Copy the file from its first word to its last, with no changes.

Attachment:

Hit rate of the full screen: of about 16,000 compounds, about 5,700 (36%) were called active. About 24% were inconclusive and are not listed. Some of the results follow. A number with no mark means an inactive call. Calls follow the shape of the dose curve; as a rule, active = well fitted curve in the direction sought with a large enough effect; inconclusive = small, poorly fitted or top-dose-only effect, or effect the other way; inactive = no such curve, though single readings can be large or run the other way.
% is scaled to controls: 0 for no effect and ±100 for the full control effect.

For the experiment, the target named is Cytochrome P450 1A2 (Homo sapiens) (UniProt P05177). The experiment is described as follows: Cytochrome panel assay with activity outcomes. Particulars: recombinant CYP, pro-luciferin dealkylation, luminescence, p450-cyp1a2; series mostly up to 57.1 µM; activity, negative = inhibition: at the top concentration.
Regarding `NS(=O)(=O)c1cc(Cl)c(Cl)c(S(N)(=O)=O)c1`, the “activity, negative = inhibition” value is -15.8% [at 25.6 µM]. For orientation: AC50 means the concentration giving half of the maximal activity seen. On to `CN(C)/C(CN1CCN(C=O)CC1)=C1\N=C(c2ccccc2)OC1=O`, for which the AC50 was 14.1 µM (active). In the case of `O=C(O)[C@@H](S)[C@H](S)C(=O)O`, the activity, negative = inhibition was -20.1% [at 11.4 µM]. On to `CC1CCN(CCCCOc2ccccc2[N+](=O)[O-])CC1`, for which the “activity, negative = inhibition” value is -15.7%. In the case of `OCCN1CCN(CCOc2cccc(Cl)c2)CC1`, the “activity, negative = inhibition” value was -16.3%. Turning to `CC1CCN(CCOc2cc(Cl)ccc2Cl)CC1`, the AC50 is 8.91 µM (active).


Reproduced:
Hit rate of the full screen: of about 16,000 compounds, about 5,700 (36%) were called active. About 24% were inconclusive and are not listed. Some of the results follow. A number with no mark means an inactive call. Calls follow the shape of the dose curve; as a rule, active = well fitted curve in the direction sought with a large enough effect; inconclusive = small, poorly fitted or top-dose-only effect, or effect the other way; inactive = no such curve, though single readings can be large or run the other way.
% is scaled to controls: 0 for no effect and ±100 for the full control effect.

For the experiment, the target named is Cytochrome P450 1A2 (Homo sapiens) (UniProt P05177). The experiment is described as follows: Cytochrome panel assay with activity outcomes. Particulars: recombinant CYP, pro-luciferin dealkylation, luminescence, p450-cyp1a2; series mostly up to 57.1 µM; activity, negative = inhibition: at the top concentration.
Regarding `NS(=O)(=O)c1cc(Cl)c(Cl)c(S(N)(=O)=O)c1`, the “activity, negative = inhibition” value is -15.8% [at 25.6 µM]. For orientation: AC50 means the concentration giving half of the maximal activity seen. On to `CN(C)/C(CN1CCN(C=O)CC1)=C1\N=C(c2ccccc2)OC1=O`, for which the AC50 was 14.1 µM (active). In the case of `O=C(O)[C@@H](S)[C@H](S)C(=O)O`, the activity, negative = inhibition was -20.1% [at 11.4 µM]. On to `CC1CCN(CCCCOc2ccccc2[N+](=O)[O-])CC1`, for which the “activity, negative = inhibition” value is -15.7%. In the case of `OCCN1CCN(CCOc2cccc(Cl)c2)CC1`, the “activity, negative = inhibition” value was -16.3%. Turning to `CC1CCN(CCOc2cc(Cl)ccc2Cl)CC1`, the AC50 is 8.91 µM (active).